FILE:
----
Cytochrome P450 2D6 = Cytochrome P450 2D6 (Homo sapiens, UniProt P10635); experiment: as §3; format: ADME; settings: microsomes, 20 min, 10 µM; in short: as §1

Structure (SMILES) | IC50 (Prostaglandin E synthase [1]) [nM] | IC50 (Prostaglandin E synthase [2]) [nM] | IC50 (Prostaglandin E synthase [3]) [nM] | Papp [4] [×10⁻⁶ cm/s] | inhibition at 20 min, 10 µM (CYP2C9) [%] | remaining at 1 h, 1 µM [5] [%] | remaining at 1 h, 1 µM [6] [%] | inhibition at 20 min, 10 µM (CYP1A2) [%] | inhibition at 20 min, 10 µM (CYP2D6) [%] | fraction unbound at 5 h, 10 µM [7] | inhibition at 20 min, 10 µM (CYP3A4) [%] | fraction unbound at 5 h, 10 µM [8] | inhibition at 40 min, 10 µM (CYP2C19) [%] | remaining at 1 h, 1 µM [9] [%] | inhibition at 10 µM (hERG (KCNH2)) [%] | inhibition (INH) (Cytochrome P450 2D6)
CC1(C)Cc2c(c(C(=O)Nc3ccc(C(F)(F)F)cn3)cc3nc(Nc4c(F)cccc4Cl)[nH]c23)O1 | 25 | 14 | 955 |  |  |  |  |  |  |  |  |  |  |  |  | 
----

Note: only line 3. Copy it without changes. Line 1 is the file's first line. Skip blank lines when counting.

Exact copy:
CC1(C)Cc2c(c(C(=O)Nc3ccc(C(F)(F)F)cn3)cc3nc(Nc4c(F)cccc4Cl)[nH]c23)O1 | 25 | 14 | 955 |  |  |  |  |  |  |  |  |  |  |  |  | 